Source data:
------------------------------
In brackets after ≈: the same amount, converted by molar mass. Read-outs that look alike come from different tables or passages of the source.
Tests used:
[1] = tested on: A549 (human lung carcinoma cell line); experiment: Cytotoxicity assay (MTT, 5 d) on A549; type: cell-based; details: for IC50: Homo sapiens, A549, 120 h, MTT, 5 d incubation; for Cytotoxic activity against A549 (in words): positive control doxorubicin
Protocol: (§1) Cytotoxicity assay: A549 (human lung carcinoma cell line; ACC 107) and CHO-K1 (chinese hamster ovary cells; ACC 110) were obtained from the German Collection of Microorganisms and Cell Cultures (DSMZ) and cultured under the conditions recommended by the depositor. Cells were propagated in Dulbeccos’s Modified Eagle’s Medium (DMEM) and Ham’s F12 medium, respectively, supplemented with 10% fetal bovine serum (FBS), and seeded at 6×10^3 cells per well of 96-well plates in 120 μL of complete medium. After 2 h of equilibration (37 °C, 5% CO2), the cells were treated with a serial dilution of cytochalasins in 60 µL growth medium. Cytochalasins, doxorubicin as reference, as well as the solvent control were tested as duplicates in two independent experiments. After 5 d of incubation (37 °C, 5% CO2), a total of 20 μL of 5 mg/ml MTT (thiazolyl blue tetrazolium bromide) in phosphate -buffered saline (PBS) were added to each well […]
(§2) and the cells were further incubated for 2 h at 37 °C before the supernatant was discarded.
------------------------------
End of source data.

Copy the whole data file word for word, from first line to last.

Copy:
In brackets after ≈: the same amount, converted by molar mass. Read-outs that look alike come from different tables or passages of the source.
Tests used:
[1] = tested on: A549 (human lung carcinoma cell line); experiment: Cytotoxicity assay (MTT, 5 d) on A549; type: cell-based; details: for IC50: Homo sapiens, A549, 120 h, MTT, 5 d incubation; for Cytotoxic activity against A549 (in words): positive control doxorubicin
Protocol: (§1) Cytotoxicity assay: A549 (human lung carcinoma cell line; ACC 107) and CHO-K1 (chinese hamster ovary cells; ACC 110) were obtained from the German Collection of Microorganisms and Cell Cultures (DSMZ) and cultured under the conditions recommended by the depositor. Cells were propagated in Dulbeccos’s Modified Eagle’s Medium (DMEM) and Ham’s F12 medium, respectively, supplemented with 10% fetal bovine serum (FBS), and seeded at 6×10^3 cells per well of 96-well plates in 120 μL of complete medium. After 2 h of equilibration (37 °C, 5% CO2), the cells were treated with a serial dilution of cytochalasins in 60 µL growth medium. Cytochalasins, doxorubicin as reference, as well as the solvent control were tested as duplicates in two independent experiments. After 5 d of incubation (37 °C, 5% CO2), a total of 20 μL of 5 mg/ml MTT (thiazolyl blue tetrazolium bromide) in phosphate -buffered saline (PBS) were added to each well […]
(§2) and the cells were further incubated for 2 h at 37 °C before the supernatant was discarded.